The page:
Grinnell, George Bird
- John F. Reiger
George B. Grinnell.
Grinnell, George Bird (20 September 1849–11 April 1938), conservationist and ethnographer, was born in Brooklyn, New York, the son of George Blake Grinnell, a businessman, and Helen Alvord Lansing. Grinnell grew up in an upper-class home and lived in several locations in his earliest years: Brooklyn, lower Manhattan, and Weehawken, New Jersey. In 1857 the family moved to “Audubon Park,” the former estate of artist-naturalist John James Audubon on still-rural upper Manhattan. There, Grinnell’s first teacher was Audubon’s widow, Lucy Bakewell, who helped to develop his affinity for nature.
In 1866 Grinnell’s father sent him, against his will, to Yale. A poor student, he barely graduated with an A.B. in 1870. In that same year, Yale paleontologist Othniel C. Marsh accepted him as a volunteer assistant on a “bone hunting” expedition that would travel west over the recently completed tracks of the transcontinental railroad, eventually reaching the Pacific coast. During the trip, he became acquainted with such figures as William F. “Buffalo Bill” Cody and the leader of the Pawnee Indian scouts, Frank J. North. His lifelong romance with the West had begun.
He returned to Yale in 1874 to assist Marsh at the Peabody Museum and to pursue graduate studies. Also in 1874, as a naturalist, he traveled with George Armstrong Custer’s reconnaissance to the Black Hills of the Dakotas, and the following year he joined William Ludlow, an army engineer, on his survey of the Yellowstone region, preparing zoological reports for the expedition. In 1876 Grinnell became natural history editor of the hunting-and-fishing weekly Forest and Stream. In 1880 he submitted a dissertation entitled “The Osteology of Geococcyx californianus” (roadrunner) at Yale and was awarded the Ph.D. Deciding not to pursue a scientific career, he acquired control of Forest and Stream and assumed the position of editor in chief.
Although Grinnell continued to live in the New York City area, he tried to spend a portion of each year in the West. Starting in 1885, he made regular trips to hunt and climb in the St. Mary Lakes region of northwestern Montana, where he discovered the ice mass later designated as Grinnell Glacier and named much of the prominent topography in what became the eastern portion of Glacier National Park. In 1899 he went with the Edward H. Harriman expedition to Alaska, compiling data on the salmon industry and on Alaskan natives.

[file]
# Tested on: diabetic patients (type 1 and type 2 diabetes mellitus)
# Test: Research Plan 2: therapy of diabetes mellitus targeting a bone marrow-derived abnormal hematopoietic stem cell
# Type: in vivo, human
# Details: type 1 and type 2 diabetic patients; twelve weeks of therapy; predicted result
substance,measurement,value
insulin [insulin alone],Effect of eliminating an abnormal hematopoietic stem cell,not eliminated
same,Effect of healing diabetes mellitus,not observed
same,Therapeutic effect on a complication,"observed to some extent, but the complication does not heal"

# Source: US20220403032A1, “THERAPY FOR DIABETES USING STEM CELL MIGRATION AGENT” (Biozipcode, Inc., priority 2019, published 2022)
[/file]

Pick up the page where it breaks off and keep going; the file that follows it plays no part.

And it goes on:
Grinnell also edited (with Theodore Roosevelt and others) a series of books containing articles by members of the Boone and Crockett Club, an exclusive sportsmen’s organization, on hunting, natural history, and conservation. His American Duck Shooting (1901) and American Game-Bird Shooting (1910), written for “the higher class of sportsman-naturalist,” became classics. He also appealed to young readers, publishing seven novels in the so-called “Jack” series between 1899 and 1913—examples being Jack the Young Ranchman (1899) and Jack among the Indians (1900)—which were based on his own (or friends’) experiences. In the same vein were his historical studies, Trails of the Pathfinders (1911) and Beyond the Old Frontier (1913).
Becoming increasingly interested in Plains Indians, he made summer trips to reservations and patiently recorded Native American history and culture. In 1895 President Grover Cleveland, aware of Grinnell’s knowledge of Native American customs, had sent him as a special commissioner to help obtain a treaty with the Blackfoot and Fort Belknap Indians. Later, as President Roosevelt’s personal emissary, he negotiated a land controversy on the Standing Rock Sioux Reservation in North Dakota. Over time, the number of his publications on Plains Indians steadily increased. In addition to articles in the American Anthropologist and the Journal of American Folklore, his collections of myths appeared in Pawnee Hero Stories and Folk Tales (1889), Blackfoot Lodge Tales (1892), The Punishment of the Stingy and Other Indian Stories (1901), and By Cheyenne Campfires (1926). The Fighting Cheyennes (1915) focuses on the clash between Native Americans and Euro-Americans, while The Cheyenne Indians (1923), his major monograph, is devoted primarily to cultural description. Scholars have criticized Grinnell for the “patronizing air” in his ethnographic writings, even in the 1923 work, but anthropologist Ruth L. Bunzel contended in 1960 that no book on any other tribe “comes closer to their everyday life than Grinnell’s classic monograph on the Cheyenne” (Mead and Bunzel, p. 114).